We love the Fix-it-Lass!
The Fix it Lass has a great blog about her work as a handy-woman and easy to understand tips for how to complete projects on your own. Follow her blog here!
She started her small business after years of unhappily watching the clock in desk jobs. After reflecting with a coach about the things that made her truly happy, she decided to turn her hobby into a career. Now she is immersed in hands-on projects, tools, and helping people get their “to-do” lists checked off. See her website here.
This is one of our favorite blog entries of hers. It shows her attitude towards life, and we love how she takes the time to encourage and be an example to young children she encounters on the job!
Last year I remember a very simple job of hanging some stuff on the walls; pictures, wooden cut out letters and a few other items. There were 2 young girls home while I was there and the youngest was utterly fascinated by my tool box and what I was doing. The older girl at one point, very matter of fact, stated “I never quite understood how those work.” as I was using a level to mark the hanger spots. She looked and listened intently with sincere interest as I explained to her how and why to use a level.
Today I changed 2 bathroom exhaust fans while accompanied by a sweet young man of about 3 or 4 years old. He respectfully examined my tools as closely as possible without touching them, maneuvered his post outside the bathrooms to be able to see what I was doing without getting anywhere in my way and adorably covered his ears when I had to bang on something for a moment.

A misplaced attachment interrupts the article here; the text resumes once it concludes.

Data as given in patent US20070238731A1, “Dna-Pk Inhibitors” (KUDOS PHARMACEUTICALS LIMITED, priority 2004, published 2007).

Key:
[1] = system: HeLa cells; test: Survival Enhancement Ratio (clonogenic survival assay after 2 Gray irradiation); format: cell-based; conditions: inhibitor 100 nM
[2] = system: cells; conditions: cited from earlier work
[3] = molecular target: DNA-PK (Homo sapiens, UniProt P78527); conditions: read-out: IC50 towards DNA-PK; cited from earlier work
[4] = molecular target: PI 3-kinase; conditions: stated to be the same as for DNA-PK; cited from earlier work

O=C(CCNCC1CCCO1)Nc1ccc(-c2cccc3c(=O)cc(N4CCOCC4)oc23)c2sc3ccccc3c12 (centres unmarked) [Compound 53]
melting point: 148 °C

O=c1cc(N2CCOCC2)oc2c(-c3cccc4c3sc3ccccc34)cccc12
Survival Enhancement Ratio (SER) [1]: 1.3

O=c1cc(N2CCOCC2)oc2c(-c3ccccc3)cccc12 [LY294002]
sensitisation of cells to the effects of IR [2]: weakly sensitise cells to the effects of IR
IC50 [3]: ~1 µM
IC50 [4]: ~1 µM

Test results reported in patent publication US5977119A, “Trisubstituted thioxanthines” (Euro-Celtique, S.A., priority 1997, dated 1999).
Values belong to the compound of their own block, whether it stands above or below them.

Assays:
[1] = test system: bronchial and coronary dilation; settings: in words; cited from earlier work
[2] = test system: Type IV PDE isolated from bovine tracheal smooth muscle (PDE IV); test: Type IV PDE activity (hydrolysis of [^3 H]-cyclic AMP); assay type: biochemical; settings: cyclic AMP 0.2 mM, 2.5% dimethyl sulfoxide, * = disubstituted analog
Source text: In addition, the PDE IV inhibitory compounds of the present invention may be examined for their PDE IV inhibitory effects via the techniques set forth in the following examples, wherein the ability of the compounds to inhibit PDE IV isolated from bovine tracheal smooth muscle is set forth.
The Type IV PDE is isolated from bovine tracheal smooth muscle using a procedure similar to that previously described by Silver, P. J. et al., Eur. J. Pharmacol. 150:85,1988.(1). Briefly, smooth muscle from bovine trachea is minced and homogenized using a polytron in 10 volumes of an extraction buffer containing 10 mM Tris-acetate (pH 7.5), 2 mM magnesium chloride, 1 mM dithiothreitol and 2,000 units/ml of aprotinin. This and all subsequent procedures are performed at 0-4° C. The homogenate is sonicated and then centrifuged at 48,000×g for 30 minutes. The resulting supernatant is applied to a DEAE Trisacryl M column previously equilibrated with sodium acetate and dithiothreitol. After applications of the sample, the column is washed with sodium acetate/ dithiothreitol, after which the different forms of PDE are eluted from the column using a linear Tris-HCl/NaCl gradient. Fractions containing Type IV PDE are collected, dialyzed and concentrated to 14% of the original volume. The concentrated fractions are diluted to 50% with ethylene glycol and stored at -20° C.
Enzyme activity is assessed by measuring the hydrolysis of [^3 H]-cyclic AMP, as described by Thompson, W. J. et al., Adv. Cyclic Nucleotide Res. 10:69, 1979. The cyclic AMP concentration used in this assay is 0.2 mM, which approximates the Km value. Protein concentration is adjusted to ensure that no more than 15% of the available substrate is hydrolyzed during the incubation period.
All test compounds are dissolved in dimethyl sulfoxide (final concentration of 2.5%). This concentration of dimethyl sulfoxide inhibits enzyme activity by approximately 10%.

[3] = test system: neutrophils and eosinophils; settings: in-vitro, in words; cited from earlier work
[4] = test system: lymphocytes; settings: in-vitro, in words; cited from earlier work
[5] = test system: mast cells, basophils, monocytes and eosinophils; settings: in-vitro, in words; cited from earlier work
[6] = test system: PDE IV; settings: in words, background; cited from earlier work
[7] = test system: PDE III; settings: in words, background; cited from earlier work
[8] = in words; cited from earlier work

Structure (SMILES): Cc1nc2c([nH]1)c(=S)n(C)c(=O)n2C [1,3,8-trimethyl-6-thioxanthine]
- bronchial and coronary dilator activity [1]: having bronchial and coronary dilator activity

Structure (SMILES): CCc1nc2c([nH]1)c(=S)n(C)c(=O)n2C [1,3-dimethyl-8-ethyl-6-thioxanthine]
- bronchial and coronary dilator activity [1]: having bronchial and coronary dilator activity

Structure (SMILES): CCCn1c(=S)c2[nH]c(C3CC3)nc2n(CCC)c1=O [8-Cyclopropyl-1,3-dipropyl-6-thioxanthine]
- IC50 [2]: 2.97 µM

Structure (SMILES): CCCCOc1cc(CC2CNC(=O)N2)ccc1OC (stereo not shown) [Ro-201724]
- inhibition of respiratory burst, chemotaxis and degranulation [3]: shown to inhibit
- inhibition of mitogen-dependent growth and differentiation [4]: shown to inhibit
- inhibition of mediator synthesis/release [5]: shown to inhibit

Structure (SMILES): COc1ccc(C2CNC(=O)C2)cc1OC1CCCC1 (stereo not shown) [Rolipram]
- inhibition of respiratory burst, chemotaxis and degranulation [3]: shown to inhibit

Since I am fortunate enough to live in an area that is rich in cultural diversity I often get a chance to work in homes of people who may come from countries or cultures that traditionally maintain certain limited views on women’s roles in society and the world. These are my favorite. Just being hired by them says to me these are already people not conforming to the ‘rules’ which might be set forth in their culture of origin.
Then when I get to the job and there happen to be children around to see me doing what many consider ‘man’s work’- that’s icing on the cake!!
I think example is the best way to teach. Without a lecture or lesson, without a word spoken directly to the issue, every single time I do my job in front of a child of any age, any race, any ethnicity, cultural background, country of origin or GENDER I get to help chip away at gender stereotypes.
It’s tiny, I know, but it does make me proud.